Another highlight in the evening came when former "30 Rock" star Tracy Morgan walked onstage, marking one of his first public appearances since last year's highway accident, which left him with brain damage. After receiving a standing ovation from the crowd, Morgan gave a touching, yet humorous speech. "I'm standing on my own two feet ... God bless you all for your love and prayers and positive thoughts over the past 15 months. I'm honored to be here at the Emmys. It's been a long road back. I suffered a traumatic brain injury that put me in a coma for eight days, and when I regained consciousness I was ecstatic to learn I wasn't the one who messed up," he joked. Morgan, who recently got married, added, "Only recently have I started to feel like myself again, which means a whole lot of women are going to get pregnant at the after party." Clearly, he -- and his sense of humor -- are back.
Actor/comedian Andy Samberg -- this year's host -- kicked things off with a video that poked fun at the massive number of shows available -- how can one possibly keep up? Then as soon as he took the stage, Samberg said, "Justin Timberlake is not coming," referencing the duo's beloved "Saturday Night Live" sketches.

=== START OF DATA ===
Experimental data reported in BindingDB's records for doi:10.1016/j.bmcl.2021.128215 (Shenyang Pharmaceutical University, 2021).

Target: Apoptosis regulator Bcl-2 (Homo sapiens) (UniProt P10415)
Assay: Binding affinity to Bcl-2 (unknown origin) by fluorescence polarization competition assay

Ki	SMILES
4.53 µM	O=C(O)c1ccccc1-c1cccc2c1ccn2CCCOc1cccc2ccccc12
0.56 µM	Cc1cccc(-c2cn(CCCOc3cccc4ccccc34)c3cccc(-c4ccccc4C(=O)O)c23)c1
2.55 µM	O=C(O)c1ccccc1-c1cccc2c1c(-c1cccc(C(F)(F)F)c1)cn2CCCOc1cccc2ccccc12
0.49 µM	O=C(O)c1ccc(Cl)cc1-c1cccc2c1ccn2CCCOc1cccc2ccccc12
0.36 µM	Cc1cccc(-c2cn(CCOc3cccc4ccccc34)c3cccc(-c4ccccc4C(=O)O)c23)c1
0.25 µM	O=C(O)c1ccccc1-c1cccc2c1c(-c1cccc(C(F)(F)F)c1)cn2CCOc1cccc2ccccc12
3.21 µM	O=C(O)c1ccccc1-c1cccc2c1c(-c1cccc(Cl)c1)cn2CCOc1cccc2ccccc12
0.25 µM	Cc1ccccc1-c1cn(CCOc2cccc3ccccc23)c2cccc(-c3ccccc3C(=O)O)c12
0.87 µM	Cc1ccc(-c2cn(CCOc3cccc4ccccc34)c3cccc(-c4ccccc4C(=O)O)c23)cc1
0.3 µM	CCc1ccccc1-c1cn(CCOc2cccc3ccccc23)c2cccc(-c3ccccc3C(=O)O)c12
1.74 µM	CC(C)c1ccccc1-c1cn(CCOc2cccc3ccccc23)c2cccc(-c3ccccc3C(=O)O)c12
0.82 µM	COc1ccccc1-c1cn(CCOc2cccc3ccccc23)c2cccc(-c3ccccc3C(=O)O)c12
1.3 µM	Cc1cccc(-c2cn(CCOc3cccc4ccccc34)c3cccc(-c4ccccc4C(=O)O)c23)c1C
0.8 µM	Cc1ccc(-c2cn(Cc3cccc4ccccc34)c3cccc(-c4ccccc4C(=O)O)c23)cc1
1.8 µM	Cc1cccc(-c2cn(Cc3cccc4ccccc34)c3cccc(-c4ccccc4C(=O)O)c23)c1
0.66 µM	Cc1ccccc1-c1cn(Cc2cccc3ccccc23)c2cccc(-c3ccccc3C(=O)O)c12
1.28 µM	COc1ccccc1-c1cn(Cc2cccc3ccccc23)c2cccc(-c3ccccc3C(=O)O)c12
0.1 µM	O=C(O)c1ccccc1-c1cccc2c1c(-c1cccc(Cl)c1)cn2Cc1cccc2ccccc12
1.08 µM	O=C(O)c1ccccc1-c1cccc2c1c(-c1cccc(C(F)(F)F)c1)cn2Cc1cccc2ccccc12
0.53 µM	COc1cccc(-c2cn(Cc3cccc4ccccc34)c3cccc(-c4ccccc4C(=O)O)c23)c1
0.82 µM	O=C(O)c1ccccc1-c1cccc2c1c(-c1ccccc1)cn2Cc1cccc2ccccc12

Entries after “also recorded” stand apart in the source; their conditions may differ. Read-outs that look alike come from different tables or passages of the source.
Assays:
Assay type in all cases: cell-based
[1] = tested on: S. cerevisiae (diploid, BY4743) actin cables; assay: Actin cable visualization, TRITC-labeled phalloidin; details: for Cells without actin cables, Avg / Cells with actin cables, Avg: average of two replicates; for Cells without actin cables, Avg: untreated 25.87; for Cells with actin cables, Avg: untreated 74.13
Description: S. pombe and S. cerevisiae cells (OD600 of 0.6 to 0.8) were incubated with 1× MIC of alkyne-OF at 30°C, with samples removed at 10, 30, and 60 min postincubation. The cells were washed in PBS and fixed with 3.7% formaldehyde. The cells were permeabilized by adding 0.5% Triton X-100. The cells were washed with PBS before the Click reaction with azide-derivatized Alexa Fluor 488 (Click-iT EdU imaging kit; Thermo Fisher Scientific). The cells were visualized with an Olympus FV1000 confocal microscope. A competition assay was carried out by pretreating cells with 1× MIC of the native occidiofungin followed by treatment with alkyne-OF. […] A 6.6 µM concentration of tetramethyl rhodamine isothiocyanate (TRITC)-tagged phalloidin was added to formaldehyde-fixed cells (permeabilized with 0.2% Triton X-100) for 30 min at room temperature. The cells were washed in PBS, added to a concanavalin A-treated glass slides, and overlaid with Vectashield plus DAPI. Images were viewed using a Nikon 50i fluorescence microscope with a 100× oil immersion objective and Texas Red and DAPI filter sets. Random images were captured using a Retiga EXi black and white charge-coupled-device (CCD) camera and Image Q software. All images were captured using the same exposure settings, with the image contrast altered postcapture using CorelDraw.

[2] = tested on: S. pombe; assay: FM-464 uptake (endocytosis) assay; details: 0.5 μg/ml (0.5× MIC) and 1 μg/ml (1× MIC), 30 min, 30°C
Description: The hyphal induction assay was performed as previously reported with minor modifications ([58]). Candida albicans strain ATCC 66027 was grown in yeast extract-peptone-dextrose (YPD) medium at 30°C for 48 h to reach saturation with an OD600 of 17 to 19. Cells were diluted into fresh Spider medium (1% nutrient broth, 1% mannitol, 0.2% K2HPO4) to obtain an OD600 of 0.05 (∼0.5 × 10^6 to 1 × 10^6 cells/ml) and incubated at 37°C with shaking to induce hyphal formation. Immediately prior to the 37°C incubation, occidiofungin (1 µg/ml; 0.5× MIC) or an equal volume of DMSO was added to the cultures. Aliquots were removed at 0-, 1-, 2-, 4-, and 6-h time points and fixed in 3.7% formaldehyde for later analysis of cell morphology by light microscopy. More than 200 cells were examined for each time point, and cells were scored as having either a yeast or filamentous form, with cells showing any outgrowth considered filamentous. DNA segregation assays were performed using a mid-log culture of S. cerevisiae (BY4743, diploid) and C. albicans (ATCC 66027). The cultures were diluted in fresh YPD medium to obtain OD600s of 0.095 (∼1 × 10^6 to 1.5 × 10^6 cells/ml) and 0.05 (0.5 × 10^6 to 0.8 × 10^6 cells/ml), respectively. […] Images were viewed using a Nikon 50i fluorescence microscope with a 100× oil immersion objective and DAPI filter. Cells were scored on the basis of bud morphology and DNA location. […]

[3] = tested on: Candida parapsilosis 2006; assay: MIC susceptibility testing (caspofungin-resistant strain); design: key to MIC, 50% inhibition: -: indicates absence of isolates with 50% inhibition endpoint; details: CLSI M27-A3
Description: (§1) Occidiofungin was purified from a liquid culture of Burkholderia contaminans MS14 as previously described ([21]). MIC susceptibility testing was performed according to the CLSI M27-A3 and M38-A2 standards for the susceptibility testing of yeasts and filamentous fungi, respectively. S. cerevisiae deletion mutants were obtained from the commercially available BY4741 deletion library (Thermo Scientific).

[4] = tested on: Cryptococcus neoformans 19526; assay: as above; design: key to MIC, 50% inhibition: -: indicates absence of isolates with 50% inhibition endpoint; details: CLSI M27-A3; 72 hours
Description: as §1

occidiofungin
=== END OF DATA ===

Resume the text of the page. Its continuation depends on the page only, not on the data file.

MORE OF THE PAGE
Next came a monologue that addressed politics, diversity and the state of TV.
"Sure, Donald Trump seems racist," the "Brooklyn Nine-Nine" star said at one point as he paused. "What else?"
When it came to diversity, Samberg called out nominees like Davis and Henson. He said, "The big story this year is diversity," he said, but then added, "So congratulations, Hollywood, you did it. Racism is over! Don't fact-check that."
Samberg continued to entertain throughout the night in between awards and speeches. He gave out a password to HBO's streaming service HBO Now, pointing out how the cable network recently noted how it wasn't worried about the sharing of HBO Now passwords. His username referenced a character on HBO's "Game of Thrones," and his password? Password1. Apparently, it worked!
Going into the show, temperatures in downtown Los Angeles were rising, reaching nearly 100 degrees as stars hit the red carpet in bright hues, including yellow, plenty of cutouts and even sunglasses.
Samberg had high expectations for the gala, saying ahead of his Emmy debut that he knew "it [would] be a funny show."
The star-studded list of presenters included Jamie Lee Curtis, Emma Roberts, Kerry Washington, Lady Gaga, Mindy Kaling, Seth Meyers, John Stamos, Colin Hanks, LL Cool J, Ben McKenzie, Amy Poehler and Gina Rodriguez.
The Emmys buzz had been going since last weekend, when the Creative Arts Emmys honored Jimmy Fallon, Taylor Swift, "Robot Chicken" and "Drunk History" and others.